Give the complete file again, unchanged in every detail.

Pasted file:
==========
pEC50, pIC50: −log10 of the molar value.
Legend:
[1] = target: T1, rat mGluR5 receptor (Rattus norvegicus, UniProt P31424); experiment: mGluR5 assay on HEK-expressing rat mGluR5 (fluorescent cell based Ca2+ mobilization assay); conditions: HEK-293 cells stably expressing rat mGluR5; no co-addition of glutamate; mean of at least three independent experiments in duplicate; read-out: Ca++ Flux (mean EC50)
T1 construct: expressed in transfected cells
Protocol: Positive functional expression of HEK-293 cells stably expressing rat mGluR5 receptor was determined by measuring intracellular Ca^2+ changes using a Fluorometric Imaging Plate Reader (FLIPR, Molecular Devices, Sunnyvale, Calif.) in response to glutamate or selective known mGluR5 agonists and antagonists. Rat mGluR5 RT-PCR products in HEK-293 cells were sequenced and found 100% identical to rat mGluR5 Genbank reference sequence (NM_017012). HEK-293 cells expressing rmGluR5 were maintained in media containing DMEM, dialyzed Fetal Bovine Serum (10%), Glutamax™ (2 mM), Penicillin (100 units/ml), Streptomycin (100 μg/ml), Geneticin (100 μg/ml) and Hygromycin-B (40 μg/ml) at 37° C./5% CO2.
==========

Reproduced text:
pEC50, pIC50: −log10 of the molar value.
Legend:
[1] = target: T1, rat mGluR5 receptor (Rattus norvegicus, UniProt P31424); experiment: mGluR5 assay on HEK-expressing rat mGluR5 (fluorescent cell based Ca2+ mobilization assay); conditions: HEK-293 cells stably expressing rat mGluR5; no co-addition of glutamate; mean of at least three independent experiments in duplicate; read-out: Ca++ Flux (mean EC50)
T1 construct: expressed in transfected cells
Protocol: Positive functional expression of HEK-293 cells stably expressing rat mGluR5 receptor was determined by measuring intracellular Ca^2+ changes using a Fluorometric Imaging Plate Reader (FLIPR, Molecular Devices, Sunnyvale, Calif.) in response to glutamate or selective known mGluR5 agonists and antagonists. Rat mGluR5 RT-PCR products in HEK-293 cells were sequenced and found 100% identical to rat mGluR5 Genbank reference sequence (NM_017012). HEK-293 cells expressing rmGluR5 were maintained in media containing DMEM, dialyzed Fetal Bovine Serum (10%), Glutamax™ (2 mM), Penicillin (100 units/ml), Streptomycin (100 μg/ml), Geneticin (100 μg/ml) and Hygromycin-B (40 μg/ml) at 37° C./5% CO2.